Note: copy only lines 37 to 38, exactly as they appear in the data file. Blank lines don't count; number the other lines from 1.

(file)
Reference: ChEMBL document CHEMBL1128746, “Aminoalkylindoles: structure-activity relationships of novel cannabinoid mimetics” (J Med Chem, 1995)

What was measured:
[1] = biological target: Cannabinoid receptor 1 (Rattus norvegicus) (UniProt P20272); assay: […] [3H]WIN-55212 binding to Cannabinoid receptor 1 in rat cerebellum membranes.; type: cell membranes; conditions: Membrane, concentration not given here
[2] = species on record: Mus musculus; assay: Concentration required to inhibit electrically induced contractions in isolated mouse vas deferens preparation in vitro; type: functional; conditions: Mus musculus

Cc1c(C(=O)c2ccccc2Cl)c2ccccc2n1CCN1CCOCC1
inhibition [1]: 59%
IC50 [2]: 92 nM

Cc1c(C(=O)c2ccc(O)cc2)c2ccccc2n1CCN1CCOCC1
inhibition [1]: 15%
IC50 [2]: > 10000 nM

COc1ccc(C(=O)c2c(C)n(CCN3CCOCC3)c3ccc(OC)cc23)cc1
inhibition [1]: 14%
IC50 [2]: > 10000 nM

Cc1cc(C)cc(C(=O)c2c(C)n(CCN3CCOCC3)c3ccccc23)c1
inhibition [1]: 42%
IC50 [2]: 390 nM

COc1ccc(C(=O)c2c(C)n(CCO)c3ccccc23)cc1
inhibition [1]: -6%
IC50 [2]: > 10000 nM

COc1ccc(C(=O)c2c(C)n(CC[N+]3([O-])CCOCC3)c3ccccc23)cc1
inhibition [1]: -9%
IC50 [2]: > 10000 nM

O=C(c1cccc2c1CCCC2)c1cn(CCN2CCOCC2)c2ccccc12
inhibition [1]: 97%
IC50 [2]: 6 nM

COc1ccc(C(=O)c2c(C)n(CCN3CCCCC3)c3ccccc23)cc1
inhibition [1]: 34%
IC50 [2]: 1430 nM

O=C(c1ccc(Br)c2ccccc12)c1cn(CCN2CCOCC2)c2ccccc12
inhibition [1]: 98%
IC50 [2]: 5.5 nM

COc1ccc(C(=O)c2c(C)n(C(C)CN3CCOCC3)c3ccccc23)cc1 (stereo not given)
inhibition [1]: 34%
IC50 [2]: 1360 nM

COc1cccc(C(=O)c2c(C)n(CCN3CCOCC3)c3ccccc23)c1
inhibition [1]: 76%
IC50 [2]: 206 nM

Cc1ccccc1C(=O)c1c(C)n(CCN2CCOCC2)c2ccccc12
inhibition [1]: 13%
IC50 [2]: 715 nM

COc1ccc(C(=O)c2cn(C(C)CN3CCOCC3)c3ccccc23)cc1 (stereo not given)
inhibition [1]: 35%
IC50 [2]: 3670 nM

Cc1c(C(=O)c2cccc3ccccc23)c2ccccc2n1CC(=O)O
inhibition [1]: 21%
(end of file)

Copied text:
IC50 [2]: 206 nM

Cc1ccccc1C(=O)c1c(C)n(CCN2CCOCC2)c2ccccc12